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June 27, 2012 - Rob Weaver
As I write this, a congressional source has told a reporter for The Associated Press a tentative deal is near which would keep new college loans from doubling -- or returning, depending on one’s view -- to 6.8 percent.
Alan Fram reported Republicans and Democrats had agreed on a one-year extension of the current 3.4 percent rate on subsidized Stafford loans. The deal, part of a transportation bill, is to take effect Sunday. That gives both sides a year to work out agreement on a loan-rate compromise I suggest for college students.
I propose a sliding scale for student loan rates, pegged to cumulative grade-point averages. For example, students who graduate with a 4.0 GPA or its equivalent would just have to repay the principle. Those whose grades on final transcripts would qualify them for the dean’s list would pay 2 percent. Those who receive a degree would pay 4 percent, while those who flunk out would pay, say, 6 percent.
These rates could be negotiated by members of Congress. The sliding scale would compel students to stay in school and get the best marks they can.
I have another recommendation for members of Congress, prompted by an email concerning the U.S. Supreme Court ruling regarding campaign contributions by corporations. Here’s the electronic message:
“The U.S. Supreme Court's disastrous Citizens United v. FEC ruling has unleashed a torrent of anonymous campaign spending into our political system. Corporations have been able to exert a massive influence on our electoral process without being subject to any accountability for that influence.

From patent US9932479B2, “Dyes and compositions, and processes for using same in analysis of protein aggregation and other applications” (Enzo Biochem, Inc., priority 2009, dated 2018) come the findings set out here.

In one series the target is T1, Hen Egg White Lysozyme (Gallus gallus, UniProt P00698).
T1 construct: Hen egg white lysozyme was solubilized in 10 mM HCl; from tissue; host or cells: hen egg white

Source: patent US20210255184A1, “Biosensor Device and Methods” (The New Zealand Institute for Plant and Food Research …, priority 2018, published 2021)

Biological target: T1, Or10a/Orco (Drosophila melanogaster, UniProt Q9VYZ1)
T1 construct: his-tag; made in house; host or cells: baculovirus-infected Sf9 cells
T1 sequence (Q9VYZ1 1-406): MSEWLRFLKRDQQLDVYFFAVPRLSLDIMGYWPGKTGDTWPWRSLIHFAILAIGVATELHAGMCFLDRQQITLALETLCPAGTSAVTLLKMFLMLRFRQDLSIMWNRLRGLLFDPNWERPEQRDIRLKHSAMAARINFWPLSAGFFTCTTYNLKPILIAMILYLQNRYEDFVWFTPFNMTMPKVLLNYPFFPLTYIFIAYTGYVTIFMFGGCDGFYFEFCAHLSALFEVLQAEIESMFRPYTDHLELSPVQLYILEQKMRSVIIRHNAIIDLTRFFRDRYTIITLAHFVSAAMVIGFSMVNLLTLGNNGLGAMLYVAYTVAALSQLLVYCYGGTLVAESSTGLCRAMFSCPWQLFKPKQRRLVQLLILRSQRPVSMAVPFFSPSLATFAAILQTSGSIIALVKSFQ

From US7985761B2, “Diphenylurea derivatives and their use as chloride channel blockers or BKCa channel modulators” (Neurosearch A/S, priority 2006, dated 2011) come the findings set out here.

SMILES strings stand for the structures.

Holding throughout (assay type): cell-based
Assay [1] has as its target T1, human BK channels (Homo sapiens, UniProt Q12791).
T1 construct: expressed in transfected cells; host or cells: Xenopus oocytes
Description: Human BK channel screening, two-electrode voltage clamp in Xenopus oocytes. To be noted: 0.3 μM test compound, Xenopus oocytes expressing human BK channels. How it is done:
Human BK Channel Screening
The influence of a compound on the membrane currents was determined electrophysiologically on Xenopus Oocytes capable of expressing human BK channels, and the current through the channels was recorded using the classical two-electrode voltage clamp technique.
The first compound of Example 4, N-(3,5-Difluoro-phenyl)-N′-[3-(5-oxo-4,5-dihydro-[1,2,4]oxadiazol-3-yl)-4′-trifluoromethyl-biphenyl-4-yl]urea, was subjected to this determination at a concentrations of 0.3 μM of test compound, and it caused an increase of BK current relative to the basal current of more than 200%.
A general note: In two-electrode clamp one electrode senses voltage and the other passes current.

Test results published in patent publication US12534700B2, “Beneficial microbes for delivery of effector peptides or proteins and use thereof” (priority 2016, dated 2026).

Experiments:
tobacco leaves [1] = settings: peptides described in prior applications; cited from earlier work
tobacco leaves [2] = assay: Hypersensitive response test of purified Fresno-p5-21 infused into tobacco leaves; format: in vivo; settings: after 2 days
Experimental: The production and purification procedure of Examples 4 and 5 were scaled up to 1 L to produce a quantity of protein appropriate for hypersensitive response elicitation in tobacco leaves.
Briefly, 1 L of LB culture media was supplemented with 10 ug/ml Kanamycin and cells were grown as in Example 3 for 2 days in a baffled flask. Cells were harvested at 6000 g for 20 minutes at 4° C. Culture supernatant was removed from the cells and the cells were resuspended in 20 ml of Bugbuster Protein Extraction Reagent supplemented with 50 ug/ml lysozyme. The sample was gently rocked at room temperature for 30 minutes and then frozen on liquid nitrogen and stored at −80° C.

“Progressive champion Senator Sheldon Whitehouse is fighting back by pushing Congress to pass the DISCLOSE Act. And he has asked the public to join him as citizen co-sponsors.
“Become a citizen co-sponsor of the DISCLOSE Act of 2012 to end secret election spending.”
It then provides the URL to sign on: http://act.credoaction.com/campaign/disclose_citizen_cosponsor/?r_by=42227-2015070-nGOJS6x&rc=mailto1.
The website states, “To be clear, what we really need is to get all corporate money out of politics, to roll back Citizens United, end corporate personhood and institute public financing of elections.”
I propose a compromise that could “end corporate personhood:” Eliminate corporate contributions to campaigns AND the corporate income tax.
If corporations aren’t people, then they shouldn’t pay an income tax like people. This would instantly make American-based corporations more profitable, while making corporate bookkeeping just a bit simpler. Corporations would have more cash to reinvest, expand and (hopefully) hire more workers or offer raises to existing employees.
Meanwhile, any profits distributed to shareholders would be subject to the federal income tax, and not be regarded as a capital gain. And no more arguing about the rate; higher-income shareholders would pay at their higher rate, lower-income shareholders would pay at their lower rate.
Plus, eliminating a corporate income tax should eliminate corporate tax loopholes, too.
If I were more Internet savvy, I’d start a website for citizens to co-sponsor my idea. Alas, I received a B-minus in Computer and Information Sciences 101.
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